Can you quantify charm?
Jean Feingold thought so. Her 1920’s era Spanish Colonial bungalow is cute all over. It has the original fireplace, wood floors, arched doorways and all the other details you’d expect of a Florida house built in 1928.
For better or worse, the bungalow also has some less enticing vintage characteristics: an outmoded kitchen, only one bathroom, and, it lacks central air conditioning.
Considering the wide spectrum of updated and just dated houses in her neighborhood, Gainesville’s historic Duck Pond area, Feingold estimated that her 1,600 square foot place was worth about $140,000. She’s not considering selling it, but as recommended by ForSaleByOwner.com, she wants to track the value of her home for insurance and financial planning purposes.
Estimating home value is essential but tough. ForSaleByOwner.com offers homeowners a range of tools for figuring out about what their homes would fetch if they were to sell today. From publicly available sales records to formulas for calculating equity to computerized valuation reports, ForSaleByOwner.com equips homeowners with the information and knowledge to correctly estimate the value of their homes.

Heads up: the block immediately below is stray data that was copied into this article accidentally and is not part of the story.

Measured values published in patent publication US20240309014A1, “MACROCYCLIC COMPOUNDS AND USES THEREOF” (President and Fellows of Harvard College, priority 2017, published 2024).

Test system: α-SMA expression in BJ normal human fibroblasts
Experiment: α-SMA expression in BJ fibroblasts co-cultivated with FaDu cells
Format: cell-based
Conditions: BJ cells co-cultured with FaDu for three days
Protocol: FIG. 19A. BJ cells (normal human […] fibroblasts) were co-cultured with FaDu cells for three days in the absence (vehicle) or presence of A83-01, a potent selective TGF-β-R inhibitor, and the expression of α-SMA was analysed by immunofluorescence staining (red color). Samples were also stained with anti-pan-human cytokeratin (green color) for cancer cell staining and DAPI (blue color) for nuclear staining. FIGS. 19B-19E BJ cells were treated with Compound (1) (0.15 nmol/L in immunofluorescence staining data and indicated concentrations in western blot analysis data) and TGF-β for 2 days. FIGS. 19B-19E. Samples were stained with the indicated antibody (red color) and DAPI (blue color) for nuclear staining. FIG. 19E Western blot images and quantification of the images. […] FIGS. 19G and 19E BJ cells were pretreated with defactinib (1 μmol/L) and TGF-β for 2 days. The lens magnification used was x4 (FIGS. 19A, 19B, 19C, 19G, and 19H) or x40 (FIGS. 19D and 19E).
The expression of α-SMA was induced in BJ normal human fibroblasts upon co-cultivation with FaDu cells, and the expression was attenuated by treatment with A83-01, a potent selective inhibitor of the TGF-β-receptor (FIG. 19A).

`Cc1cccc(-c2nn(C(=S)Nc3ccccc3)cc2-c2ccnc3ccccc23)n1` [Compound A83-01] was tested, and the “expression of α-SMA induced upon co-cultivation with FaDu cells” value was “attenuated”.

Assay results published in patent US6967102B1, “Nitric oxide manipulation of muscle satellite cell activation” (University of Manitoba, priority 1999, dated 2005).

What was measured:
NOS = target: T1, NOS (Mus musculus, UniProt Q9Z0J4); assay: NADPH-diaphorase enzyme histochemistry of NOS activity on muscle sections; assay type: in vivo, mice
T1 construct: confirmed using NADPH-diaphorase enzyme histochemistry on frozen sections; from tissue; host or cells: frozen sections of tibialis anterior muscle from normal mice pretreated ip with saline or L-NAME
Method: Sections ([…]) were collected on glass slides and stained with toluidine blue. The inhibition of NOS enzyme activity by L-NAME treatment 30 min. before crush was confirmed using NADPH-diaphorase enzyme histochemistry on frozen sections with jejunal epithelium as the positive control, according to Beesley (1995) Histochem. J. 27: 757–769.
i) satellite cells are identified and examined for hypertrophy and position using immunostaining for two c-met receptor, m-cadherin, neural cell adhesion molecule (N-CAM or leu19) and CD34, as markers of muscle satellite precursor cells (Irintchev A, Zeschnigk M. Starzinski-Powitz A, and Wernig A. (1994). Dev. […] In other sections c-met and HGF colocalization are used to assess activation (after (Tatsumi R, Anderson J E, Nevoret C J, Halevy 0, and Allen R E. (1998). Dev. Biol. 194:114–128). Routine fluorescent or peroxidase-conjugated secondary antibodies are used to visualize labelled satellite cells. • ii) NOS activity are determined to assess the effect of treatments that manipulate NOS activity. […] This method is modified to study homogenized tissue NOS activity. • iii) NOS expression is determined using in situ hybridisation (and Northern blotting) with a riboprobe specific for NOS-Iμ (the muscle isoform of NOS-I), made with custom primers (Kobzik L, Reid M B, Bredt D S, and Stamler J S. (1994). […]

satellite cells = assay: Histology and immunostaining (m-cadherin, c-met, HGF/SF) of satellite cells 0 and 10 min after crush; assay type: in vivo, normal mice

Feingold was one of four winners in ForSaleByOwner.com’s “Is Your House Priced Right?” contest, which invited homeowners around the country to submit short essays explaining what they thought their houses were worth, and why.
Feingold thought that her house might be worth more than neighboring houses because of its charm and generally good condition. In fact, many homeowners hope that their own homes’ values will rise above neighborhood norms. But that is rarely the case. ForSaleByOwner.com has always advised homeowners who must know the exact value of their homes to get a formal appraisal. Only the opinion of a licensed appraiser will be accepted by mortgage lenders.
Gainesville area appraiser Joy Foy is intimately familiar with the Duck Pond area, which is gradually regentrifying. A diverse housing stock demands a careful analysis by an appraiser who really knows the neighborhood. Because pricing is so critical to attracting an offer that will hold up through the loan approval process, many sellers are starting with a formal appraisal, he said. “In the past, people were safe going to an agent and asking, ‘what will we get?’ But now, agents are starting with an appraisal, because it’s so confusing,” says Foy. In the Duck Pond, for example, old-fashioned bungalows like Feingold’s are next door to newly built two-story homes.
Citing the lack of air conditioning as a major drawback, and also recognizing the relatively small size of the rooms, Foy appraised Feingold’s house for $115,000. Feingold , who bought the bungalow for $20,500 in 1973, still thinks the house is worth more than the appraisal – a rundown house on the next block recently sold for $99,000 – but it’s all academic to her. “I’m not looking to sell. I’m trying to understand the investment value. I paid it off in 16 years and the neighborhood has become a historic district,” she says. “This will be the best investment I ever made.”